Foundations Of Cognitive Science

Pattern Space

A pattern space is a graphical representation of a set of input patterns and their desired responses (Dawson, 2004).  Each input pattern is represented as a point in this space.  The coordinates of each pattern are obtained by treating each input unit’s activity as a coordinate value.  As a result, the number of input units determines the dimensionality of the pattern space.  One can plot the patterns in this space, and then use symbols or colors to represent different types of patterns.  This is important because then one can examine how the space needs to be divided up or partitioned (e.g., by output or by hidden units) to separate all of the patterns of one type form all of the patterns of another.  This can be used to assess what type of network architecture is required to solve a pattern classification problem, or to prove that some problem is beyond the ken of a particular type of network.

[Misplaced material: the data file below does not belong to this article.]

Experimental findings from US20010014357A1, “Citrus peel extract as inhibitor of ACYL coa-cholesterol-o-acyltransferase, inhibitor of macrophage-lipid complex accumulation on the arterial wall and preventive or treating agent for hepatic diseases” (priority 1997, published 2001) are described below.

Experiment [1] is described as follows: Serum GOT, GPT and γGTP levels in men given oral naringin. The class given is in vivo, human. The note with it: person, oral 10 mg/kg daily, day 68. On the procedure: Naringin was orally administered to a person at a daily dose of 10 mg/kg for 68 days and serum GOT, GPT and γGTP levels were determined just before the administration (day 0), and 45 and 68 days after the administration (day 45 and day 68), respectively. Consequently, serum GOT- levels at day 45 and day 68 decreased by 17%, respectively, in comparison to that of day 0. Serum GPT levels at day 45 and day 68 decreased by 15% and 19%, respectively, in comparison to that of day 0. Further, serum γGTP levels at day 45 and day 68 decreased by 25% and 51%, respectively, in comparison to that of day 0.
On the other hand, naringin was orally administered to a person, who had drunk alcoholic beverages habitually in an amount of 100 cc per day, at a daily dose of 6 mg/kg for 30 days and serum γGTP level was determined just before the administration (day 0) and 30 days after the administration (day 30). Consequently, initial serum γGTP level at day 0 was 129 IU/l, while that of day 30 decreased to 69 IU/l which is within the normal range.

1. Dawson, M. R. W. (2004). Minds And Machines : Connectionism And Psychological Modeling. Malden, MA: Blackwell Pub.

(Added October 2009)